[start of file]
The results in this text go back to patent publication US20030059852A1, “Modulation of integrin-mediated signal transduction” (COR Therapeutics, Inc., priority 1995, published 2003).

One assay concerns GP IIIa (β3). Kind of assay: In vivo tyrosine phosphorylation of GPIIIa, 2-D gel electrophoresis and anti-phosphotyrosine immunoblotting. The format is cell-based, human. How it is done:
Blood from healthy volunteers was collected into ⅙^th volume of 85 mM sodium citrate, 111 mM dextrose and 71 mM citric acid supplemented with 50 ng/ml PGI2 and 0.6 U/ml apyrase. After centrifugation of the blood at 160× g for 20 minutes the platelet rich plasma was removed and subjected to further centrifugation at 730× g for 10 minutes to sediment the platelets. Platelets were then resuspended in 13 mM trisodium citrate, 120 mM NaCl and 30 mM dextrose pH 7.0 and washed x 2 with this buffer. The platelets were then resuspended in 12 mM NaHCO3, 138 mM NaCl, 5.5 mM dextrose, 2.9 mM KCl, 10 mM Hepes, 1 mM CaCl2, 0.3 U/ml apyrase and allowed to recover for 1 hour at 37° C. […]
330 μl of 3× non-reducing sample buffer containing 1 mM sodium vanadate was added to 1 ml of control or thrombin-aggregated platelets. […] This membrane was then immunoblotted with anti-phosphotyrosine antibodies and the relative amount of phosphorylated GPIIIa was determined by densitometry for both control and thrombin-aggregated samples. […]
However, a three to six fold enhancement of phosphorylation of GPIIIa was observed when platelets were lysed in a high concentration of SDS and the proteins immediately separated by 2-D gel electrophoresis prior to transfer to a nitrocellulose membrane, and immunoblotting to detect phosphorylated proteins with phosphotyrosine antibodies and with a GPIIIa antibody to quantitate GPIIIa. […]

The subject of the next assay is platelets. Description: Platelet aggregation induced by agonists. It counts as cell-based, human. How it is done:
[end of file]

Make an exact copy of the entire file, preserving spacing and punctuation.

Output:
The results in this text go back to patent publication US20030059852A1, “Modulation of integrin-mediated signal transduction” (COR Therapeutics, Inc., priority 1995, published 2003).

One assay concerns GP IIIa (β3). Kind of assay: In vivo tyrosine phosphorylation of GPIIIa, 2-D gel electrophoresis and anti-phosphotyrosine immunoblotting. The format is cell-based, human. How it is done:
Blood from healthy volunteers was collected into ⅙^th volume of 85 mM sodium citrate, 111 mM dextrose and 71 mM citric acid supplemented with 50 ng/ml PGI2 and 0.6 U/ml apyrase. After centrifugation of the blood at 160× g for 20 minutes the platelet rich plasma was removed and subjected to further centrifugation at 730× g for 10 minutes to sediment the platelets. Platelets were then resuspended in 13 mM trisodium citrate, 120 mM NaCl and 30 mM dextrose pH 7.0 and washed x 2 with this buffer. The platelets were then resuspended in 12 mM NaHCO3, 138 mM NaCl, 5.5 mM dextrose, 2.9 mM KCl, 10 mM Hepes, 1 mM CaCl2, 0.3 U/ml apyrase and allowed to recover for 1 hour at 37° C. […]
330 μl of 3× non-reducing sample buffer containing 1 mM sodium vanadate was added to 1 ml of control or thrombin-aggregated platelets. […] This membrane was then immunoblotted with anti-phosphotyrosine antibodies and the relative amount of phosphorylated GPIIIa was determined by densitometry for both control and thrombin-aggregated samples. […]
However, a three to six fold enhancement of phosphorylation of GPIIIa was observed when platelets were lysed in a high concentration of SDS and the proteins immediately separated by 2-D gel electrophoresis prior to transfer to a nitrocellulose membrane, and immunoblotting to detect phosphorylated proteins with phosphotyrosine antibodies and with a GPIIIa antibody to quantitate GPIIIa. […]

The subject of the next assay is platelets. Description: Platelet aggregation induced by agonists. It counts as cell-based, human. How it is done: